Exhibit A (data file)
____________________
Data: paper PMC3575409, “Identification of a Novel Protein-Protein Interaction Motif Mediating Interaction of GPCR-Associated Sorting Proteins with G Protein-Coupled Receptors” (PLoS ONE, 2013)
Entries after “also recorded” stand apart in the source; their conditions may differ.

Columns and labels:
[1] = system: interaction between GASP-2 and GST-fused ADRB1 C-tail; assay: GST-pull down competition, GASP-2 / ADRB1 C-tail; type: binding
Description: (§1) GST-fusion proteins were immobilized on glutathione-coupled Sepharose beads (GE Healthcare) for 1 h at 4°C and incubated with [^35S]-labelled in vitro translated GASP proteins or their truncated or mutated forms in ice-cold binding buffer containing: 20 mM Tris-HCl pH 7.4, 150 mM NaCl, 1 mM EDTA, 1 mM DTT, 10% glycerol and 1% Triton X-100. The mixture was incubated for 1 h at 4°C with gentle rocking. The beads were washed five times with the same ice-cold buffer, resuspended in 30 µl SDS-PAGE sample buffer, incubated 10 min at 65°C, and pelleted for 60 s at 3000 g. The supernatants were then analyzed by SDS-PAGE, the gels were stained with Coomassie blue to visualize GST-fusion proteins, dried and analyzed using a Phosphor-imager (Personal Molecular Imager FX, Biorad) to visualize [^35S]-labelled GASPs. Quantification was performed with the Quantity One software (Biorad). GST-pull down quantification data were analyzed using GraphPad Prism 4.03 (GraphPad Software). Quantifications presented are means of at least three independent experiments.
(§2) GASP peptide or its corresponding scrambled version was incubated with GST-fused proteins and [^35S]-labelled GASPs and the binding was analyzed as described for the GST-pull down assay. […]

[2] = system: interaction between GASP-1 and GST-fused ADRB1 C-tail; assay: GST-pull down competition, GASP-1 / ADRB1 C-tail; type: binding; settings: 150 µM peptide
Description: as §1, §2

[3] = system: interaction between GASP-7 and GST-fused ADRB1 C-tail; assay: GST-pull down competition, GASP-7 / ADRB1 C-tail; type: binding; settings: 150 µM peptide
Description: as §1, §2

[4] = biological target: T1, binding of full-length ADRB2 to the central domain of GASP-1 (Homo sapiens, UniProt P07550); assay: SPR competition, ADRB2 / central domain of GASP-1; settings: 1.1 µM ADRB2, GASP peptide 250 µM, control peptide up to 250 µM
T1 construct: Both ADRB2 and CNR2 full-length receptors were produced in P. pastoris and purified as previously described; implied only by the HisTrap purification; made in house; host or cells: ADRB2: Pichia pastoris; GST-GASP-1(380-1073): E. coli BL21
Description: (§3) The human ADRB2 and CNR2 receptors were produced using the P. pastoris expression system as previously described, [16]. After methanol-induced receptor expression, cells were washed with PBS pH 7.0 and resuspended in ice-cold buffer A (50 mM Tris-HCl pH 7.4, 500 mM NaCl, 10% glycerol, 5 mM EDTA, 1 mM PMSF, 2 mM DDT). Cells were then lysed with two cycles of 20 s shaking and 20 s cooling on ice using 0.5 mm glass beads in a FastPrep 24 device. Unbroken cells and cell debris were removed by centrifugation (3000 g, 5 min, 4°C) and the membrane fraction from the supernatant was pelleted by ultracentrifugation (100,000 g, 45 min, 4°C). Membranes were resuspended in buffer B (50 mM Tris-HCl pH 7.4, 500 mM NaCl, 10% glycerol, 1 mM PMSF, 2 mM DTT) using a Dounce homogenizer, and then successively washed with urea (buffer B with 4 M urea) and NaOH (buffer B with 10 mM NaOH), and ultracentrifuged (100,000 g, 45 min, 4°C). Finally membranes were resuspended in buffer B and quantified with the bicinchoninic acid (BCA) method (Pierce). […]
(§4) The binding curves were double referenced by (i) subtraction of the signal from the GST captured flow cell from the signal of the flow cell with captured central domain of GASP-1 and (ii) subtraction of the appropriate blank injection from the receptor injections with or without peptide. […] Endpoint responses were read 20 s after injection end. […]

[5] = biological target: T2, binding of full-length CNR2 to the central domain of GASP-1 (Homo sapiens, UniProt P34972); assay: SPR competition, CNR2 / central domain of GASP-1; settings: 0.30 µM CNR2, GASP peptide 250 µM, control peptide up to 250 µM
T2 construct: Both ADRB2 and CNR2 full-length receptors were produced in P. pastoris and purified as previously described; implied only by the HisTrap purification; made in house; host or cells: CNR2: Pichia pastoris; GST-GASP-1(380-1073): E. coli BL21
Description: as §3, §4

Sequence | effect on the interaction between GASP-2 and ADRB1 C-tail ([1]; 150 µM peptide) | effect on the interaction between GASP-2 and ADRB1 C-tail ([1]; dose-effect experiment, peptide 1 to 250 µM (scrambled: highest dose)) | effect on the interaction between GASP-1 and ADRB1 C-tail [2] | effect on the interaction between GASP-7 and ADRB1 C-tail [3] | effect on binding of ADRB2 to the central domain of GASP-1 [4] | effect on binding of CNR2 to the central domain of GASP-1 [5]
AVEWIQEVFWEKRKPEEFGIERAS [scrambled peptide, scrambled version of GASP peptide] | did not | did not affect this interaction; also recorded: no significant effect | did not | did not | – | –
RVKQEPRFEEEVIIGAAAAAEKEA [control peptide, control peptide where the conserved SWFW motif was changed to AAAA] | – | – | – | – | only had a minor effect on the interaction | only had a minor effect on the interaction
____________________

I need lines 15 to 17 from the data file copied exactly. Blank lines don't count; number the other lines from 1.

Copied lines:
[5] = biological target: T2, binding of full-length CNR2 to the central domain of GASP-1 (Homo sapiens, UniProt P34972); assay: SPR competition, CNR2 / central domain of GASP-1; settings: 0.30 µM CNR2, GASP peptide 250 µM, control peptide up to 250 µM
T2 construct: Both ADRB2 and CNR2 full-length receptors were produced in P. pastoris and purified as previously described; implied only by the HisTrap purification; made in house; host or cells: CNR2: Pichia pastoris; GST-GASP-1(380-1073): E. coli BL21
Description: as §3, §4